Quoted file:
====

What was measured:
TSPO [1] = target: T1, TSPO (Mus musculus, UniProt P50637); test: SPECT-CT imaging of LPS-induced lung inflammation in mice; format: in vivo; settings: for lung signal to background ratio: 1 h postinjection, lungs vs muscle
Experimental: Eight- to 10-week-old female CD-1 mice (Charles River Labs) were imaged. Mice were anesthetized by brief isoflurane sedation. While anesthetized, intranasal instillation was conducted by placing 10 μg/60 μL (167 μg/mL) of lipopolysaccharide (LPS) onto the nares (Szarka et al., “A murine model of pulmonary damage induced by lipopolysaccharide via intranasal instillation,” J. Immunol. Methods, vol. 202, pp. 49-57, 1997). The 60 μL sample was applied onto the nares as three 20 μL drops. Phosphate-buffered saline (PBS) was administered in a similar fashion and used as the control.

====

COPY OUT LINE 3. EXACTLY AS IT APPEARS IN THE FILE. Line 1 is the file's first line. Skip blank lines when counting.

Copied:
Experimental: Eight- to 10-week-old female CD-1 mice (Charles River Labs) were imaged. Mice were anesthetized by brief isoflurane sedation. While anesthetized, intranasal instillation was conducted by placing 10 μg/60 μL (167 μg/mL) of lipopolysaccharide (LPS) onto the nares (Szarka et al., “A murine model of pulmonary damage induced by lipopolysaccharide via intranasal instillation,” J. Immunol. Methods, vol. 202, pp. 49-57, 1997). The 60 μL sample was applied onto the nares as three 20 μL drops. Phosphate-buffered saline (PBS) was administered in a similar fashion and used as the control.